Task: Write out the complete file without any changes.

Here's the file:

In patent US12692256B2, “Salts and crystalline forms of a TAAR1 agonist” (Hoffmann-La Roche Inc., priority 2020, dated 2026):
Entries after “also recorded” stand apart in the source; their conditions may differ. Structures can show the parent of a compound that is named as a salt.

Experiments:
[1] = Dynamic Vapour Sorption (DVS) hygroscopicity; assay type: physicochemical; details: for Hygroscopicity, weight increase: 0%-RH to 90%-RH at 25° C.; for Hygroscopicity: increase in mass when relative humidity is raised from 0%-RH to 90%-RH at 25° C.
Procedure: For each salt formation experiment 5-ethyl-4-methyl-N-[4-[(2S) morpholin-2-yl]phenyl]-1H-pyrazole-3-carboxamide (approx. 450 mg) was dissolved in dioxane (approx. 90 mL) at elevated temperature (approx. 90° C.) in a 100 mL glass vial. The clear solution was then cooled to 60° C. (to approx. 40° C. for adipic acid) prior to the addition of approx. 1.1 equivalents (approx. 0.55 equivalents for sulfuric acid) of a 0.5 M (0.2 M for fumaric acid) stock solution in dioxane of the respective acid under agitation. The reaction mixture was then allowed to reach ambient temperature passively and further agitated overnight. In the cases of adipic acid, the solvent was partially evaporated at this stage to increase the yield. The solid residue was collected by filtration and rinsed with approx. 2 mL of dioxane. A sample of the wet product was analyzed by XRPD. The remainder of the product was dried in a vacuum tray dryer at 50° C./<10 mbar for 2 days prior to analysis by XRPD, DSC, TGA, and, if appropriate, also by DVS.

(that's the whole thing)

In patent US12692256B2, “Salts and crystalline forms of a TAAR1 agonist” (Hoffmann-La Roche Inc., priority 2020, dated 2026):
Entries after “also recorded” stand apart in the source; their conditions may differ. Structures can show the parent of a compound that is named as a salt.

Experiments:
[1] = Dynamic Vapour Sorption (DVS) hygroscopicity; assay type: physicochemical; details: for Hygroscopicity, weight increase: 0%-RH to 90%-RH at 25° C.; for Hygroscopicity: increase in mass when relative humidity is raised from 0%-RH to 90%-RH at 25° C.
Procedure: For each salt formation experiment 5-ethyl-4-methyl-N-[4-[(2S) morpholin-2-yl]phenyl]-1H-pyrazole-3-carboxamide (approx. 450 mg) was dissolved in dioxane (approx. 90 mL) at elevated temperature (approx. 90° C.) in a 100 mL glass vial. The clear solution was then cooled to 60° C. (to approx. 40° C. for adipic acid) prior to the addition of approx. 1.1 equivalents (approx. 0.55 equivalents for sulfuric acid) of a 0.5 M (0.2 M for fumaric acid) stock solution in dioxane of the respective acid under agitation. The reaction mixture was then allowed to reach ambient temperature passively and further agitated overnight. In the cases of adipic acid, the solvent was partially evaporated at this stage to increase the yield. The solid residue was collected by filtration and rinsed with approx. 2 mL of dioxane. A sample of the wet product was analyzed by XRPD. The remainder of the product was dried in a vacuum tray dryer at 50° C./<10 mbar for 2 days prior to analysis by XRPD, DSC, TGA, and, if appropriate, also by DVS.